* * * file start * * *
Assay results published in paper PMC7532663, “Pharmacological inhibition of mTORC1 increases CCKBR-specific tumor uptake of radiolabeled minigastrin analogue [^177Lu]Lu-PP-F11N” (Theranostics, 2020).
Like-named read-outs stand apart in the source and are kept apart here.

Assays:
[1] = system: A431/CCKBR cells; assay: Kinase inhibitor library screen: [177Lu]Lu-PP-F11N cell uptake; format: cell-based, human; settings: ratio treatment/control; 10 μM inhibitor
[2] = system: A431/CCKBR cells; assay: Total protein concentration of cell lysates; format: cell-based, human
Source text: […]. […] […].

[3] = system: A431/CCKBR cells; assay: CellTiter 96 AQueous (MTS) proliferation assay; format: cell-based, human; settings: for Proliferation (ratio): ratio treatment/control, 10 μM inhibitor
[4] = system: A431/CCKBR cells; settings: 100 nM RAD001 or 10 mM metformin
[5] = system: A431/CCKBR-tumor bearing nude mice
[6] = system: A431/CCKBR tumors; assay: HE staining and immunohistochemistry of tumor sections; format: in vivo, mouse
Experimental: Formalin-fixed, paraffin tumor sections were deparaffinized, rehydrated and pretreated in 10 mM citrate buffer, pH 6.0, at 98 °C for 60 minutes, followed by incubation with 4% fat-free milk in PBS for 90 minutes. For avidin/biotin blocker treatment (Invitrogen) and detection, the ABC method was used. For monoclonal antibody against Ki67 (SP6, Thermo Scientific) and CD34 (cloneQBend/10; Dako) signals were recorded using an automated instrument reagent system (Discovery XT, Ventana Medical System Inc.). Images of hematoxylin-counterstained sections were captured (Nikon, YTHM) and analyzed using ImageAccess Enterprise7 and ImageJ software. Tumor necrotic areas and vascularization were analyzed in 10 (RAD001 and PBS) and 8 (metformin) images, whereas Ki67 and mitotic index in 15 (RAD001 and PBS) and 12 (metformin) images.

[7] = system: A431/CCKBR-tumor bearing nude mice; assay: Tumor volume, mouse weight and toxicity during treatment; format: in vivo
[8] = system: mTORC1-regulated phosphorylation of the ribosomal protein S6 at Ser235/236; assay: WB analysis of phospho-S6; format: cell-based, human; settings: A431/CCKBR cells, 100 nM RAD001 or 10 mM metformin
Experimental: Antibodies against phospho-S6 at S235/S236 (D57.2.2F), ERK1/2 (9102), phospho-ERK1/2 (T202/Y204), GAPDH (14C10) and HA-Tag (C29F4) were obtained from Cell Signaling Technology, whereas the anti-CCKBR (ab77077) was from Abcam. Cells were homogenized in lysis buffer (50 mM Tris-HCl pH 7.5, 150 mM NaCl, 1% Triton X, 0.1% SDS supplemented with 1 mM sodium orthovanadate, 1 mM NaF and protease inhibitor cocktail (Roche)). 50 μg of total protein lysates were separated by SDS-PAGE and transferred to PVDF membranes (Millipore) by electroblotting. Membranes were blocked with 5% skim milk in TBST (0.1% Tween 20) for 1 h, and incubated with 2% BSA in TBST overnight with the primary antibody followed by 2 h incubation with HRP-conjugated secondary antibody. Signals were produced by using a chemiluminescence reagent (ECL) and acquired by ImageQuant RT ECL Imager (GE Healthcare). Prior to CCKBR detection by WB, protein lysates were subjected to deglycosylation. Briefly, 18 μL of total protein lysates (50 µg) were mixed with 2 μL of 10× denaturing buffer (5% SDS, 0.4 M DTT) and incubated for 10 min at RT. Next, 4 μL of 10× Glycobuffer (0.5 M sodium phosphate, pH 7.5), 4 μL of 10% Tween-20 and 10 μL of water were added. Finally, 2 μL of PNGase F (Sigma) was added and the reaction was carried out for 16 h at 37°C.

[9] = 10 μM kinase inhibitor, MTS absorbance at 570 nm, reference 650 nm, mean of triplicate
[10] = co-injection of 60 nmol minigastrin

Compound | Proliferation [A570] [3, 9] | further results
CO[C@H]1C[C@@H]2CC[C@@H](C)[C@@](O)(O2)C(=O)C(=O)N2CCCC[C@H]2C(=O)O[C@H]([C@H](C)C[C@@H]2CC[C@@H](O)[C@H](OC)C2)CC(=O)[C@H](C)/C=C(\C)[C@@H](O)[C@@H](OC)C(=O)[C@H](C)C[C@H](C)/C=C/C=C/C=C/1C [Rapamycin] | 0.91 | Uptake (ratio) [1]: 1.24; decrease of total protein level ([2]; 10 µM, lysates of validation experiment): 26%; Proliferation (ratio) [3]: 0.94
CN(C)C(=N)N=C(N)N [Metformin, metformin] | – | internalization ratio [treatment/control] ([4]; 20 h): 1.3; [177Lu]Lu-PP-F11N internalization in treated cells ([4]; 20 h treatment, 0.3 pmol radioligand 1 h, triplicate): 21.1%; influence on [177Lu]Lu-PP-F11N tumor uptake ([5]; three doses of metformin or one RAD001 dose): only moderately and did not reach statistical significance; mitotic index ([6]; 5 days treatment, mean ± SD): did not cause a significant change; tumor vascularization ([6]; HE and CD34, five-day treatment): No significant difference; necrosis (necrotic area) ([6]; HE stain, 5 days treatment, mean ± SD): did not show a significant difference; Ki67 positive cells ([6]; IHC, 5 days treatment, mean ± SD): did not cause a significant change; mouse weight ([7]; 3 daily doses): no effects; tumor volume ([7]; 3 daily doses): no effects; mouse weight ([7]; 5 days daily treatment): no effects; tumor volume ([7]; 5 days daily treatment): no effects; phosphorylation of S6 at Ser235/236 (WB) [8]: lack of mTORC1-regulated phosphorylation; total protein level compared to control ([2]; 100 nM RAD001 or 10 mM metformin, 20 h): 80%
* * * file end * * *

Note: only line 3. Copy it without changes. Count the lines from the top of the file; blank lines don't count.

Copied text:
Assays: